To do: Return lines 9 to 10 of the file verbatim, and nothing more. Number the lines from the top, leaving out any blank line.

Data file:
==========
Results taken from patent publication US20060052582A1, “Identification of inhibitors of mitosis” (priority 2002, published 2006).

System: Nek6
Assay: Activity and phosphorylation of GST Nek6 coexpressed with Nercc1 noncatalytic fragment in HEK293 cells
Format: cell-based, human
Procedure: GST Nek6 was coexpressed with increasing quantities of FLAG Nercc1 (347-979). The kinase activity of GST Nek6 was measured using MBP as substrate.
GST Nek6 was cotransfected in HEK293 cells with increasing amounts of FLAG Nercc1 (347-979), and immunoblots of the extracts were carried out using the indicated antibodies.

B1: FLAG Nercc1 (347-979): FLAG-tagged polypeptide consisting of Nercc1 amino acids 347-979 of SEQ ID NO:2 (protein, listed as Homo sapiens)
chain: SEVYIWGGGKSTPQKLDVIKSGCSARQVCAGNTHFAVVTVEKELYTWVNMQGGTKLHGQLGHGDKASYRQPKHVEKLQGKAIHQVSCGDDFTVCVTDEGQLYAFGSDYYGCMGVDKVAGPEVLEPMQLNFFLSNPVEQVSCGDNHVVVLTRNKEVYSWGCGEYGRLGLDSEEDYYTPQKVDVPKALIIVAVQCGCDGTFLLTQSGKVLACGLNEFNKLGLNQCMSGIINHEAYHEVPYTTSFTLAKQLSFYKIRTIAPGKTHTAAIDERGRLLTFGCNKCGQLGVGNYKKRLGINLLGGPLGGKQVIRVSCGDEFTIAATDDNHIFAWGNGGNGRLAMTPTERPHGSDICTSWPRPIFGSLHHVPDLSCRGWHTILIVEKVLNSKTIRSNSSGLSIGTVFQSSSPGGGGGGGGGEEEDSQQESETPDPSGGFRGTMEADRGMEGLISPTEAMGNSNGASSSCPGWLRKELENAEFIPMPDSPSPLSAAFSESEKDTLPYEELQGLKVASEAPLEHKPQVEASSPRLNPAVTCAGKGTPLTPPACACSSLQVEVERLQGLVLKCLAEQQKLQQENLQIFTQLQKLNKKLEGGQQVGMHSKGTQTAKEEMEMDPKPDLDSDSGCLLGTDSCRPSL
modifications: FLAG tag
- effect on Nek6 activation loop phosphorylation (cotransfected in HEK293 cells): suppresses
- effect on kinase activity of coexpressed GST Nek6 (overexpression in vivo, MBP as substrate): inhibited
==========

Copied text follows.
modifications: FLAG tag
- effect on Nek6 activation loop phosphorylation (cotransfected in HEK293 cells): suppresses